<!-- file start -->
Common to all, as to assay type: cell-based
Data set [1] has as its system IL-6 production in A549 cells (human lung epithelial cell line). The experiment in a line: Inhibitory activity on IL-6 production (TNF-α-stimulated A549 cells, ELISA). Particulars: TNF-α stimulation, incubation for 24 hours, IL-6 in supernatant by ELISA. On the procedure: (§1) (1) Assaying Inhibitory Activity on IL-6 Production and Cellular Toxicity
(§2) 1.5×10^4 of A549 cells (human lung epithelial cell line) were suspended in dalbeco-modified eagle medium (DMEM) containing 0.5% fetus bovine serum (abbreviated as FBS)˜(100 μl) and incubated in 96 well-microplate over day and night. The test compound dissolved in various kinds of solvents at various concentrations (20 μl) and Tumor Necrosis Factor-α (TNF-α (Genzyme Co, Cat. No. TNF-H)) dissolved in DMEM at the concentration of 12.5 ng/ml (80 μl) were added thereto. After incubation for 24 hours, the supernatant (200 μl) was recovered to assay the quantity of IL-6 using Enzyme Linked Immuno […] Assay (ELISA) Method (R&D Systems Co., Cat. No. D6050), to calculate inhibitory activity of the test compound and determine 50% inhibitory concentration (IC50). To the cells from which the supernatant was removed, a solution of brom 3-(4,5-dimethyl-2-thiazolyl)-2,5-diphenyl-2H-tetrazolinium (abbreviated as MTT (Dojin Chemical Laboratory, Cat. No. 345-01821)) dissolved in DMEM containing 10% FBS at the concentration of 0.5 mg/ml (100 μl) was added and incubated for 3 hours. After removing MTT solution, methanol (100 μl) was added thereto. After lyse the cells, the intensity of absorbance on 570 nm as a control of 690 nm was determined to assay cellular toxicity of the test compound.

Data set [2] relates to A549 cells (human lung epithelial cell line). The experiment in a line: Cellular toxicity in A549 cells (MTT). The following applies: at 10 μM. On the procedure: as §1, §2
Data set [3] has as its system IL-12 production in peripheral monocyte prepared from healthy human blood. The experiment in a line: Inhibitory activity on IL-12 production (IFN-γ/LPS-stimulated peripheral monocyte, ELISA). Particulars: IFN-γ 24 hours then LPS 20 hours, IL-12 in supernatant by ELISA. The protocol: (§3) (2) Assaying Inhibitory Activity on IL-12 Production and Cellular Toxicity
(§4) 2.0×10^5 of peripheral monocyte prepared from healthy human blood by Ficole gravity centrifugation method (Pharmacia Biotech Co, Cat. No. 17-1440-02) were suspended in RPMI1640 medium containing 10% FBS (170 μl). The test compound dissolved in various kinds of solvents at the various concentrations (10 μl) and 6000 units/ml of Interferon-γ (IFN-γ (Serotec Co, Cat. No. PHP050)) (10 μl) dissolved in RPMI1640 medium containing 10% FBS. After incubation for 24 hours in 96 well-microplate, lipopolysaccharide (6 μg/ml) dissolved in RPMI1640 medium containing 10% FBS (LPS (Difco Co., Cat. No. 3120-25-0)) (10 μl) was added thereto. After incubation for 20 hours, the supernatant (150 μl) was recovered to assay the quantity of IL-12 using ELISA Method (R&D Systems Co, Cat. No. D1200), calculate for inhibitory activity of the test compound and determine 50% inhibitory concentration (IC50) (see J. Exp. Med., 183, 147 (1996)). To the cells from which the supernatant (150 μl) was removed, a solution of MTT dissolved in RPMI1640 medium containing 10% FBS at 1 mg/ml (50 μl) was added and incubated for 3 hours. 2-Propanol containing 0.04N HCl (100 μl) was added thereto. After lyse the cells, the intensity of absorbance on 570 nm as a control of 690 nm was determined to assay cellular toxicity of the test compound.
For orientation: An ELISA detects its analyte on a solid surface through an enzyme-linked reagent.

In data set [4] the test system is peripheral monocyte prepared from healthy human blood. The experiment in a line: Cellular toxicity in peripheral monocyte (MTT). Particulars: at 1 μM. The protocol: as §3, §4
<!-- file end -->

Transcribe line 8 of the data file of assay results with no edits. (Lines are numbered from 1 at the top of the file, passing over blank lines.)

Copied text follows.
In data set [4] the test system is peripheral monocyte prepared from healthy human blood. The experiment in a line: Cellular toxicity in peripheral monocyte (MTT). Particulars: at 1 μM. The protocol: as §3, §4